Roseville — Tom Giftos was just a newborn when his father’s first Coney Island restaurant at Macomb Mall in Roseville became a popular regional destination.

The 40-seat restaurant, opened in 1965 at the height of the regional shopping mall center craze, often had a line out the door. Giftos’ father, James, advertised the menu items on a hand-painted sign: 35 cent Coney Island hot dogs, 40 cent bowls of chili , a few sandwiches, potato chips and soda pop.

“Those regional malls that opened up in the ’60s, they were such a destination for people. For families and people, that would be their day out, they would go to the mall,” said Tom Giftos. “That was obviously very important in seeding our success.”

Now, 50 years later, National Coney Island has become an iconic restaurant chain in the Metro Detroit area, selling more than 1 million of the Detroit-style hot dogs each year.

The restaurant chain celebrated its 50th anniversary by offering customers 50 cent coney dogs on Tuesday.

Giftos is now president of the company. But he hasn’t forgotten the early days, washing dishes, helping out at the chili plant and working side by side with his father and other family members.

“It wasn’t just work, obviously, for us,” he said. “It was our lives, our family.”

James Giftos was born in 1938 in Pelopponese, Greece, and moved to Detroit after World War II. He graduated from Cass Technical High School and Wayne State University and served as a stockbroker in a Detroit firm.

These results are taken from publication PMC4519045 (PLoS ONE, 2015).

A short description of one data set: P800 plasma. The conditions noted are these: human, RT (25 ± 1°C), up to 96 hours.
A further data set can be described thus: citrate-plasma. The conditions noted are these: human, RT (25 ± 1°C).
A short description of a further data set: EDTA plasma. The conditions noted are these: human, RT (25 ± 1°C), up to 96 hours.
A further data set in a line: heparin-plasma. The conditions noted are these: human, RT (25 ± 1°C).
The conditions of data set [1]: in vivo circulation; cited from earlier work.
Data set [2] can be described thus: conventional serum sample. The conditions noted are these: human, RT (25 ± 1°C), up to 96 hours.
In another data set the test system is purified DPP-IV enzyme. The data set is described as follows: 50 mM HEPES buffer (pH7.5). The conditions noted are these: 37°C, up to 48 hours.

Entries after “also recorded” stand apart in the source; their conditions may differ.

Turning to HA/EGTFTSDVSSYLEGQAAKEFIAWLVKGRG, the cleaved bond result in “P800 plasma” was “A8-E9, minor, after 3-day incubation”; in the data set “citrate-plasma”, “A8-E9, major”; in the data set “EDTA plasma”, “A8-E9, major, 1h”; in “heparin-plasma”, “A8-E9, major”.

Giftos also was a partner at the National Chili Co. in Detroit, which he later solely owned. After his first National Coney Island location opened in 1965, the business grew to include as many as 23 locations in Metro Detroit.

There are now 20 restaurants, and a location at Detroit Metro Airport, with about 900 employees.

Tom Giftos is calling the shots now and he said he is not looking to expand rapidly or head to other states, like some of his competitors have done. He says he would prefer to focus on renovating the existing restaurants and perfecting the food and customer experience.

However, some parts of the business have changed. For example, National Coney Island now sells hot dogs, chili and Coney Kits at Kroger, Meijer and a few other grocers and wholesale stores.

After his father’s death in 2011, Giftos said he has really come to understand the concept of the “American Dream” that his father embodied during his lifetime.

“Certainly when I think about my dad, especially in the last few years since he’s gone,” said Giftos, “I completely appreciate all the hardships he went through to get everything where it is today.”

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